Among many on a ship (or boat, depending on the type of vessel), Chief Boatswains Mate has another name - GOD. I can guarantee you I was never one, but was certainly taken to task by enough of them. Technically, all officers outrank them. Realistically, very few officers are stupid enough to talk down to them. About the only thing scarier than a CBM is a Senior or Master Chief BM. What did you need to know?
Very sorry, appears I misunderstood - I thought you were asking about modern day. It appears the Chief PO rank didn't start till after the Civil War. From the Navy's website:
Petty Officers in our Navy got their first rank insignia in 1841 when they began wearing a sleeve device showing an eagle perched on an anchor. Some Petty Officers wore the device on their left arms while others wore it on their right. All wore the same device. Specialty or rating marks did not appear officially until 1866 but they seem to have been in use for several years previously. Regulations sometimes serve to give formal status to practices already well established.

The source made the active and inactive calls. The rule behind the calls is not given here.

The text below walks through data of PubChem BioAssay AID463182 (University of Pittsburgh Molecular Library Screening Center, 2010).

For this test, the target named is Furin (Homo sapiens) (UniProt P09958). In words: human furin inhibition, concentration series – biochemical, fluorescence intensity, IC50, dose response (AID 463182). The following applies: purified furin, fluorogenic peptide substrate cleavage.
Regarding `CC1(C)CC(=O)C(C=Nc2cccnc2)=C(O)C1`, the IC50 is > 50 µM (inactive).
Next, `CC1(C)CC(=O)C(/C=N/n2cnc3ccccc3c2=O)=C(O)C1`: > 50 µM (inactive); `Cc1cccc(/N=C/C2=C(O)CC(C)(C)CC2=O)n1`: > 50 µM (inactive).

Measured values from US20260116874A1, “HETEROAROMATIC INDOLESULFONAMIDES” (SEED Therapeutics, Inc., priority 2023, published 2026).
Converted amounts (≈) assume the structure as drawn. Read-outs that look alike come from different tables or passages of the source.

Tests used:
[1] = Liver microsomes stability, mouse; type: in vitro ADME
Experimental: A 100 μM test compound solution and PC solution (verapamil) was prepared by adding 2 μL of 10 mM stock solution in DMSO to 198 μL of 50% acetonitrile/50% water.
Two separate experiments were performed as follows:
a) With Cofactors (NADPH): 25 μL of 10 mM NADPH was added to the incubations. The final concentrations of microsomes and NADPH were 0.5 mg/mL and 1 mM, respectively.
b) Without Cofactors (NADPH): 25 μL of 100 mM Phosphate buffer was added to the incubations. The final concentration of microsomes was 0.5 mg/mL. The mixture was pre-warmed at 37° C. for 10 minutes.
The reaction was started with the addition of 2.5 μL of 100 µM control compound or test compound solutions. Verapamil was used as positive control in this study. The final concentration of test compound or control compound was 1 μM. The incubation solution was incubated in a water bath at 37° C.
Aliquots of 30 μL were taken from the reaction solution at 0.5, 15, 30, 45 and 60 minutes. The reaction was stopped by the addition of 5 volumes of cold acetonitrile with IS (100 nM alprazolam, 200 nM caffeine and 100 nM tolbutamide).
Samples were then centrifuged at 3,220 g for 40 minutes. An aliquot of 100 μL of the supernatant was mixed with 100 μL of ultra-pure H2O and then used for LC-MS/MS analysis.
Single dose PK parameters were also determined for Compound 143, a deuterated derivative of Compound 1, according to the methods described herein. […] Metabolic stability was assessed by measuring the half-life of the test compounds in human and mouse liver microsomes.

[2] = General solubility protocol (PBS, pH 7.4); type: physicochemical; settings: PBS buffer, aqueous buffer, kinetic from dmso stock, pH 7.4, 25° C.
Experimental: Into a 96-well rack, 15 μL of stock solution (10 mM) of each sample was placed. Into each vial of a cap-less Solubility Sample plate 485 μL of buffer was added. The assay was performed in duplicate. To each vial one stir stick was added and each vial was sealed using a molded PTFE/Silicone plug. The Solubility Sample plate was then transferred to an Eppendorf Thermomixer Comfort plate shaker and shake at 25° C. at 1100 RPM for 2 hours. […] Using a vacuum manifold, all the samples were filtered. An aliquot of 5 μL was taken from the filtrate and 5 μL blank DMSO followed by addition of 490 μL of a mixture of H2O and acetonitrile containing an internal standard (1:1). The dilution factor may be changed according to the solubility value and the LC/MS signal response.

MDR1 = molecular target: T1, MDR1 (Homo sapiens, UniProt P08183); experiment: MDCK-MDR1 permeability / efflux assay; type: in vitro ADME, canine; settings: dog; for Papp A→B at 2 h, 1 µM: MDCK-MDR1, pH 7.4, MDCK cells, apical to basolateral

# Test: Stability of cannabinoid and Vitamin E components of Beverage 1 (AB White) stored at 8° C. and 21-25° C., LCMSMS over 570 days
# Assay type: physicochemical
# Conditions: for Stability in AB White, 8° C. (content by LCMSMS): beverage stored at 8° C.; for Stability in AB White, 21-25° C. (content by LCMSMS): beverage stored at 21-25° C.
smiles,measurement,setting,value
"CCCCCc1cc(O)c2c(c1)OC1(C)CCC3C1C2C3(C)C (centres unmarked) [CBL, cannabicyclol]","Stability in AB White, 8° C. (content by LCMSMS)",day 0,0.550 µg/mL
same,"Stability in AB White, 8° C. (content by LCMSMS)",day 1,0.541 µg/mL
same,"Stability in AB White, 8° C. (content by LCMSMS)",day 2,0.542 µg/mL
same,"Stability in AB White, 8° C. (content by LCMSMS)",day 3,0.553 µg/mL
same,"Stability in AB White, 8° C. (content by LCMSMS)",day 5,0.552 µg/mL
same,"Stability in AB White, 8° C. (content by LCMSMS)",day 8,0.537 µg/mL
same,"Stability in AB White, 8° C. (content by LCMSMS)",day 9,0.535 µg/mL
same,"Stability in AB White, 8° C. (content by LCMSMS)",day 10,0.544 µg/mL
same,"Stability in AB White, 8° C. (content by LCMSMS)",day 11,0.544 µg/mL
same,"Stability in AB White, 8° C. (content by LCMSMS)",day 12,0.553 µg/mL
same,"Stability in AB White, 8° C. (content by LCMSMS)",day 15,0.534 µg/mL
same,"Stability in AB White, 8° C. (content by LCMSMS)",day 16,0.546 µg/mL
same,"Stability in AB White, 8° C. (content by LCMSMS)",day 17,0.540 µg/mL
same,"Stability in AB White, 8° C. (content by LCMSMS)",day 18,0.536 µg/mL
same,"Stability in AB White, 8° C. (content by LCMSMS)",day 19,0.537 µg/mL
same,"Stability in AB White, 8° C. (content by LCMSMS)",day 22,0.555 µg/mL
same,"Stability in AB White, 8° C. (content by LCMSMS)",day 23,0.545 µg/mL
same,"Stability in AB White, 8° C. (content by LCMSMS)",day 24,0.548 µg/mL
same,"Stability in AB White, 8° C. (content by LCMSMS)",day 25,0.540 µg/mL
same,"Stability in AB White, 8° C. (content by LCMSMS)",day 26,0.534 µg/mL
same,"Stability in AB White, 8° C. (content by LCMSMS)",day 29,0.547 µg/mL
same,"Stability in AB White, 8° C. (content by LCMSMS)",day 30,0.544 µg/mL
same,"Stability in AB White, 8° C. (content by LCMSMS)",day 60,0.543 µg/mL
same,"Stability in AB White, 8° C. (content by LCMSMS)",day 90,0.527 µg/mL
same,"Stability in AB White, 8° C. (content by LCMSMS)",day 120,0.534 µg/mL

In 1885 the Navy recognized it three classes of Petty Officers--first, second and third--and in the next year let them wear rank insignia of chevrons with the points down under a spread eagle and rating mark. The eagle faced left instead of right as it does today.
The present Petty Officer insignia came about in 1894 when the Navy established the Chief Petty Officer rank and gave him the three chevrons with arc and eagle. The first, second and third class Petty Officers also began wearing the insignia they do today.
Saw your affiliation with the USS Tahoma. I've come across that ship before in my researches here in Tampa, Florida. USS Tahoma threw some shells into downtown Tampa in Oct.1863[?] and, IIRC, covered a landing of some Union troops [including Colored Troops] to raid up the Hillsborough River. They sank two of Capt. James McKay's blockade runners -- they took cattle to Havana and brought back gold, medicines, et al. McKay got caught by the US Navy and was coerced to carry materiel to Key West and other Union outposts on east and west coast Florida in order to stay out of the brig.